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Mindblind Eyes: An Absence of Spontaneous Theory of Mind in Asperger Syndrome

Senju, A; Southgate, V; White, S; Frith, U; (2009) Mindblind Eyes: An Absence of Spontaneous Theory of Mind in Asperger Syndrome. SCIENCE , 325 (5942) 883 - 885. 10.1126/science.1176170.

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Abstract

Adults with Asperger syndrome can understand mental states such as desires and beliefs (mentalizing) when explicitly prompted to do so, despite having impairments in social communication. We directly tested the hypothesis that such individuals nevertheless fail to mentalize spontaneously. To this end, we used an eye-tracking task that has revealed the spontaneous ability to mentalize in typically developing infants. We showed that, like infants, neurotypical adults' (n = 17 participants) eye movements anticipated an actor's behavior on the basis of her false belief. This was not the case for individuals with Asperger syndrome (n = 19). Thus, these individuals do not attribute mental states spontaneously, but they may be able to do so in explicit tasks through compensatory learning.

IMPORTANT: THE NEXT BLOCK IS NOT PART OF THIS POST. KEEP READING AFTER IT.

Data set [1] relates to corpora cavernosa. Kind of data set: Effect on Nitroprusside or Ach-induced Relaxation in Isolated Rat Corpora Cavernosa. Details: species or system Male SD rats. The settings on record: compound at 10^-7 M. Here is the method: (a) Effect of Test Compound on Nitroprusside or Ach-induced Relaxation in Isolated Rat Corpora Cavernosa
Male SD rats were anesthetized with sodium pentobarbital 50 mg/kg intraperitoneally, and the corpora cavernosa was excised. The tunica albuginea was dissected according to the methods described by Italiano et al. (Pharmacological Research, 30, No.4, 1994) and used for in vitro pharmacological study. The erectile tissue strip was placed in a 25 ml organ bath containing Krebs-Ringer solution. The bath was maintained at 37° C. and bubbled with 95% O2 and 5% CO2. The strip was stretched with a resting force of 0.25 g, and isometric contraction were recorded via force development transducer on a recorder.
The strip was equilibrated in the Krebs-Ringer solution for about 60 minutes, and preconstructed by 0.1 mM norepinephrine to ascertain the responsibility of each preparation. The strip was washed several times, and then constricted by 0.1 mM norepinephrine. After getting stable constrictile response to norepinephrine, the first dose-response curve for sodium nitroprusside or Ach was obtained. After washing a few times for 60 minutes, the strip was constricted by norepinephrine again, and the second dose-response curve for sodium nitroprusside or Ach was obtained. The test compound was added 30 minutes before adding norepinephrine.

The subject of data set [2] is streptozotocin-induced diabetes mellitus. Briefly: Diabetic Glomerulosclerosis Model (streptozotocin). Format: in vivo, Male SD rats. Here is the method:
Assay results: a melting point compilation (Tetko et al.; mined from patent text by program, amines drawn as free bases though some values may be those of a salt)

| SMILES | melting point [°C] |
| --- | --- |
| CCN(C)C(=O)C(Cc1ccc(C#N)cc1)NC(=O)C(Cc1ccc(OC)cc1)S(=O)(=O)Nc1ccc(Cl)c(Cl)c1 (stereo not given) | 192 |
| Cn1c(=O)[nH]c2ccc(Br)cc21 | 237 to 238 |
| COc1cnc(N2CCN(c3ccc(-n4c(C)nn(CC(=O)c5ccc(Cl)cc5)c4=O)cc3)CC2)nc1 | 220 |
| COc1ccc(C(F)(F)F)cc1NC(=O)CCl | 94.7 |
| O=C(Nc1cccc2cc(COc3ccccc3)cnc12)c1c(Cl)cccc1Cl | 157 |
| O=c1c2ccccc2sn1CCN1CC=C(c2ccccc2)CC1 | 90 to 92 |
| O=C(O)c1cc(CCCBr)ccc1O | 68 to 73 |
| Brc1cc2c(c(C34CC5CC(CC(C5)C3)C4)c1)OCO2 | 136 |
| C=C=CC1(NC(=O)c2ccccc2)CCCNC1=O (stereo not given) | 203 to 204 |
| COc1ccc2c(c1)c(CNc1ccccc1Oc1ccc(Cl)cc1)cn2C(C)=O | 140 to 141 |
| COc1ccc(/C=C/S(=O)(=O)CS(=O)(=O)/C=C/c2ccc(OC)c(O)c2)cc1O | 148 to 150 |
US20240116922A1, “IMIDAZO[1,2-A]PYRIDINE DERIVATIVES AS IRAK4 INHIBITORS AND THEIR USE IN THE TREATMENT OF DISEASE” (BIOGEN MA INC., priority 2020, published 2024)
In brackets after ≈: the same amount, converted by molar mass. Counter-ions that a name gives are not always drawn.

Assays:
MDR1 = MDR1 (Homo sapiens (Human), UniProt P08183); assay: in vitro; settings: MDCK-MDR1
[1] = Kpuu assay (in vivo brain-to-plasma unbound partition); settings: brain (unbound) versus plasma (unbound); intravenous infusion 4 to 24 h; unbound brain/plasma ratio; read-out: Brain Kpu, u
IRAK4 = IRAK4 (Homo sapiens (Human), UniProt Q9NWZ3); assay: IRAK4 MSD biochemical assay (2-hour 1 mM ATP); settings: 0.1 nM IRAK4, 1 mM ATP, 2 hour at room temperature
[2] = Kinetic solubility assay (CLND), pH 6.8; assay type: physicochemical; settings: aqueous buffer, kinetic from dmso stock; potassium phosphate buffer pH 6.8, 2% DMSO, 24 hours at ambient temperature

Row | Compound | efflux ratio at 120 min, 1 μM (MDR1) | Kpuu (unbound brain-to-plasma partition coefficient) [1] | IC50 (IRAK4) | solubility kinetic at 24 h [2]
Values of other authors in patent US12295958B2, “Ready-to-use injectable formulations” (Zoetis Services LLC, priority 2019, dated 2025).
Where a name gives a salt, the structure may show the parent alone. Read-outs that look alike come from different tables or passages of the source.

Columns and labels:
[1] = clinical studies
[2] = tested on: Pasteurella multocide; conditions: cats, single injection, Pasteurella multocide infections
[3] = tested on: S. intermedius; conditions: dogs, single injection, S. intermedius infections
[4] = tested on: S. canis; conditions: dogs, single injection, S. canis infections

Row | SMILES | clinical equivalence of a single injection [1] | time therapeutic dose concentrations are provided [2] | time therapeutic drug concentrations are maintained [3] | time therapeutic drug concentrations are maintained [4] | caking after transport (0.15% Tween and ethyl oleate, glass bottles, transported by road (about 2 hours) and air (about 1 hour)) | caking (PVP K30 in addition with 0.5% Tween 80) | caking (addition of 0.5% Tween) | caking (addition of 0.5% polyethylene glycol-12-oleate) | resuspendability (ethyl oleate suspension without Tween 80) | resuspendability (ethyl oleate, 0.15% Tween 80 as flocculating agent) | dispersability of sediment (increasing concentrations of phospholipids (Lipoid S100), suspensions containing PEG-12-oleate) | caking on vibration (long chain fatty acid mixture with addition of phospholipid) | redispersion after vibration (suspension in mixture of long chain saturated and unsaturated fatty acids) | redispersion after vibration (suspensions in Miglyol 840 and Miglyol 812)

Type: Article
Title: Mindblind Eyes: An Absence of Spontaneous Theory of Mind in Asperger Syndrome
DOI: 10.1126/science.1176170
Keywords: FUNCTIONING AUTISM, FALSE BELIEF, ANIMATED SHAPES, MENTAL STATES, ATTRIBUTION, CHILDREN, INFANTS, BRAIN, 2-YEAR-OLDS, UNDERSTAND
UCL classification: UCL > Provost and Vice Provost Offices
UCL > Provost and Vice Provost Offices > School of Life and Medical Sciences
UCL > Provost and Vice Provost Offices > School of Life and Medical Sciences > Faculty of Brain Sciences
UCL > Provost and Vice Provost Offices > School of Life and Medical Sciences > Faculty of Brain Sciences > Div of Psychology and Lang Sciences
UCL > Provost and Vice Provost Offices > School of Life and Medical Sciences > Faculty of Brain Sciences > Div of Psychology and Lang Sciences > Institute of Cognitive Neuroscience
URI: http://discovery.ucl.ac.uk/id/eprint/134660
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